‘Noynoying’ makes it to Wall Street Journal

The viral term 'Noynoying,' which is used to describe the President's supposed laziness, reaches an international audience

INT'L AUDIENCE. The term "Noynoying" reaches an international audience after the Wall Street Journal posted a piece about it. Photo from Malacañang/PCOO

MANILA, Philippines – The term “Noynoying” has gone viral, and even the Wall Street Journal (WSJ) has taken notice of the term coined by protesters to describe President Benigno Aquino III’s supposed laziness.

“Basically, ‘Noynoying’ involves sitting around staring into space, much like Mr. Aquino supposedly does instead of running the country, at least according to some of his critics,” wrote WSJ’s James Hookway for a largely Southeast Asian audience Tuesday, March 20.

Protesters recently did ‘Noynoying’ in front of the Supreme Court and in other venues, Hookway noted.  

“Noynoying plays on the widespread perception that Mr Aquino – who is widely known by the nickname Noynoy – might not be the most hands-on president to have led the Philippines,” he said.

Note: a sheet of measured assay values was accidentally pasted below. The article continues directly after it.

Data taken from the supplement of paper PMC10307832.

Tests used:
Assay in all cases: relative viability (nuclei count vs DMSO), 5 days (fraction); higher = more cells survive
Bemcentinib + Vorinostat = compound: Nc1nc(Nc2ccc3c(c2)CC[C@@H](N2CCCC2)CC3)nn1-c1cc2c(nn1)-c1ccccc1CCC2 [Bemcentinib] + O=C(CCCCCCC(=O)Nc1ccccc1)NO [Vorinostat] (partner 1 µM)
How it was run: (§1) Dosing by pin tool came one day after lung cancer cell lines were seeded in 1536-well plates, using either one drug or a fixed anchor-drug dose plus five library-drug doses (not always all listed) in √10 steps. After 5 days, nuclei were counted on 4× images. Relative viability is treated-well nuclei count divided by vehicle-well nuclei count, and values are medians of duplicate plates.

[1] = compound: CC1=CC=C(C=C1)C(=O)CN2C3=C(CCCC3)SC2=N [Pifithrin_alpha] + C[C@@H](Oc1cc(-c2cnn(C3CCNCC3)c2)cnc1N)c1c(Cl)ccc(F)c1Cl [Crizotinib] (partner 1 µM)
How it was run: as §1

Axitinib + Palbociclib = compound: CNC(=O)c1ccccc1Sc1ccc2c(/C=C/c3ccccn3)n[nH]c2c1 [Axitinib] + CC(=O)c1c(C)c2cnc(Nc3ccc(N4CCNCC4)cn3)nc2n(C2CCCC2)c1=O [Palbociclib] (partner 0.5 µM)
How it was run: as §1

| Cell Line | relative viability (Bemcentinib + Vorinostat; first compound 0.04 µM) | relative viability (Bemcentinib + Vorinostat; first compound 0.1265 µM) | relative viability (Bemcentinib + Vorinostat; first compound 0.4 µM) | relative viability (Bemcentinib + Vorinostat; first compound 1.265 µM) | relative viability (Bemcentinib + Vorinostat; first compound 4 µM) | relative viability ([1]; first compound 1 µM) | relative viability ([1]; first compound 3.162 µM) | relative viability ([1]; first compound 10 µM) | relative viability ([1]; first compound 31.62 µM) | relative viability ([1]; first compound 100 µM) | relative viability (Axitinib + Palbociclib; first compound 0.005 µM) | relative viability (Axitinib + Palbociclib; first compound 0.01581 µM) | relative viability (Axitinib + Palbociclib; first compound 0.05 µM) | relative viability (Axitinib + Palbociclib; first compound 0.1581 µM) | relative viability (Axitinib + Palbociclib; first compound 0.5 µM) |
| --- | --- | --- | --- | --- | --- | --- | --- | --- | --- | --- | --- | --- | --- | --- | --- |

In an interview with reporters Wednesday, for his part, Presidential Spokesperson Edwin Lacierda downplayed the Noynoying tag anew.

“The Malacañang Press Corps is fully aware of the schedule of the President so it’s another attempt at putting down the President, but regardless, we will continue to do our job. The President will continue to do his job,” Lacierda said.

Like ‘Juan Tamad’

Meanwhile, Hookway recalled instances when the President was caught “laughing it up with celebrities instead of attending to the impact of typhoons and other disasters.” An example is when Aquino attended a Christmas party with actress Valerie Concepcion in the aftermath of tropical storm Sendong.

“(Noynoying) also taps into old Philippine folk tales about Juan Tamad, or Lazy Juan, who manages to get by doing the least amount of work to get by,” the WSJ writer added.

Aquino’s spokespersons, on the other hand, have defended the President from accusations of “Noynoying.” One of them, Presidential Communications Operations Office Sec Herminio Coloma, explained the President’s work in the context of disasters last week.

“It’s unlikely that political activists will give up on Noynoying just yet, though,” Hookway said. “Given the number of people routinely loitering around public buildings in the Philippines on any given day, Noynoying seems an easy way to trick people into thinking their protests are larger than they really are.” – Rappler.com